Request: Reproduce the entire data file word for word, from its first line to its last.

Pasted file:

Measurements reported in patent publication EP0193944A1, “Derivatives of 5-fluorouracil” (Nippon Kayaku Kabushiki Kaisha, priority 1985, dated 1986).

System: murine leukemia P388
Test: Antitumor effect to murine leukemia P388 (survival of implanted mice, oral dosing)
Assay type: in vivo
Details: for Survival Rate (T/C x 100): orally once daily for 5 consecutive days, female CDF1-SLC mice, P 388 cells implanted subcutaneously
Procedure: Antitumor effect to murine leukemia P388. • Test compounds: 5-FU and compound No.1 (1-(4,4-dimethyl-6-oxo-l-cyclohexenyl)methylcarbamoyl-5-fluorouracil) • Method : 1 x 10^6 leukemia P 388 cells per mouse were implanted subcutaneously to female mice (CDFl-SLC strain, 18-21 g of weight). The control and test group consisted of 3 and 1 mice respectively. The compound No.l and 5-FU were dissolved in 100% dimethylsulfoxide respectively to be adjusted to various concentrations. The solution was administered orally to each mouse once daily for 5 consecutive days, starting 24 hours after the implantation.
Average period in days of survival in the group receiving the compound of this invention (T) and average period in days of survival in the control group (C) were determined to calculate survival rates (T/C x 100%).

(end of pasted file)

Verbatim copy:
Measurements reported in patent publication EP0193944A1, “Derivatives of 5-fluorouracil” (Nippon Kayaku Kabushiki Kaisha, priority 1985, dated 1986).

System: murine leukemia P388
Test: Antitumor effect to murine leukemia P388 (survival of implanted mice, oral dosing)
Assay type: in vivo
Details: for Survival Rate (T/C x 100): orally once daily for 5 consecutive days, female CDF1-SLC mice, P 388 cells implanted subcutaneously
Procedure: Antitumor effect to murine leukemia P388. • Test compounds: 5-FU and compound No.1 (1-(4,4-dimethyl-6-oxo-l-cyclohexenyl)methylcarbamoyl-5-fluorouracil) • Method : 1 x 10^6 leukemia P 388 cells per mouse were implanted subcutaneously to female mice (CDFl-SLC strain, 18-21 g of weight). The control and test group consisted of 3 and 1 mice respectively. The compound No.l and 5-FU were dissolved in 100% dimethylsulfoxide respectively to be adjusted to various concentrations. The solution was administered orally to each mouse once daily for 5 consecutive days, starting 24 hours after the implantation.
Average period in days of survival in the group receiving the compound of this invention (T) and average period in days of survival in the control group (C) were determined to calculate survival rates (T/C x 100%).